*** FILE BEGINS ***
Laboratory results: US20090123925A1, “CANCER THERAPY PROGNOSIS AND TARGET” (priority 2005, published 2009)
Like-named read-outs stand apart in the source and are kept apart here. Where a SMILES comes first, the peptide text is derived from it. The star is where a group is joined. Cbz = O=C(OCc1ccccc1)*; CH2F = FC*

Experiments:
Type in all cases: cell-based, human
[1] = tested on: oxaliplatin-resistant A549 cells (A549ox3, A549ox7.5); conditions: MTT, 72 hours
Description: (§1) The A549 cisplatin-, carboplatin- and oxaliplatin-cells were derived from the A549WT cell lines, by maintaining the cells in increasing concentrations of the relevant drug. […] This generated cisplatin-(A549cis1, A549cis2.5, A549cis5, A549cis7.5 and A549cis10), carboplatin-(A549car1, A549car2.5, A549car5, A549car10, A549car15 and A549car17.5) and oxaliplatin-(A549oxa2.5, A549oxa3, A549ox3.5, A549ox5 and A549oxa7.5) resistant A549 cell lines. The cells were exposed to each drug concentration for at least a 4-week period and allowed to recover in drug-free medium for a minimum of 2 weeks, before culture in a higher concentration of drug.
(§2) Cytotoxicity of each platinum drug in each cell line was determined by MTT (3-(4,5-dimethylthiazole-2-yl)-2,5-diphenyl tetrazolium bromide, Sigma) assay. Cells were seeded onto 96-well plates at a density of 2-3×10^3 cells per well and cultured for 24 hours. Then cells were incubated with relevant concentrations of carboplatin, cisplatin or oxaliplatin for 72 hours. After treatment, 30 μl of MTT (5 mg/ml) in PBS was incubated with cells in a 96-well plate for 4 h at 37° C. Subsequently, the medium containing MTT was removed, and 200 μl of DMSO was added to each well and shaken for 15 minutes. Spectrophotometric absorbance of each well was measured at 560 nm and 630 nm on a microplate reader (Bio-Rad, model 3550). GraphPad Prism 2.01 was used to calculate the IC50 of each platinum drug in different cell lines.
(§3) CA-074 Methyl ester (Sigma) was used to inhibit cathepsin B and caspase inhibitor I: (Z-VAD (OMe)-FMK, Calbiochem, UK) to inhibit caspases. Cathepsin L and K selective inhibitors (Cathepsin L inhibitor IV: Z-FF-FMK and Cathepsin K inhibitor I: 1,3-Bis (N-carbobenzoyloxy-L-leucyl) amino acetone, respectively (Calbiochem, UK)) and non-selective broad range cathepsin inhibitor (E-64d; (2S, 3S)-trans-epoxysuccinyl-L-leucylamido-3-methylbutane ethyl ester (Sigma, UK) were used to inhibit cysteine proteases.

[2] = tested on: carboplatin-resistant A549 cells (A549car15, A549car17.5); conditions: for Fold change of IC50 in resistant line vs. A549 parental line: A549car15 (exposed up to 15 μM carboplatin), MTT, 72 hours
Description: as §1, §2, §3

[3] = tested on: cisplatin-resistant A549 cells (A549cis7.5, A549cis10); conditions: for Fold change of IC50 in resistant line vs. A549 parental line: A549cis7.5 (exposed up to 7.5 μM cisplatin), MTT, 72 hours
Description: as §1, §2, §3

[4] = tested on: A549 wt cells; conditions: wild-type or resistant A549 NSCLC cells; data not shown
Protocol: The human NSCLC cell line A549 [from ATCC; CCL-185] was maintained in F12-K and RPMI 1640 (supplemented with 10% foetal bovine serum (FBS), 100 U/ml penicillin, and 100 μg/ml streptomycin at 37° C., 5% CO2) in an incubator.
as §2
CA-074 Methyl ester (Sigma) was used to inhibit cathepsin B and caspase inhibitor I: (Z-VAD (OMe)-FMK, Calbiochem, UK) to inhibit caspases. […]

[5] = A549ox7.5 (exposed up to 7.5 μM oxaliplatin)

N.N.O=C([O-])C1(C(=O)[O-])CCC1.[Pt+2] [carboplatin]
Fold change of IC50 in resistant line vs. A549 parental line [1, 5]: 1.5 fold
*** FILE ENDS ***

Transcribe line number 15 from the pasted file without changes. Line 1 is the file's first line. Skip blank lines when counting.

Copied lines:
as §2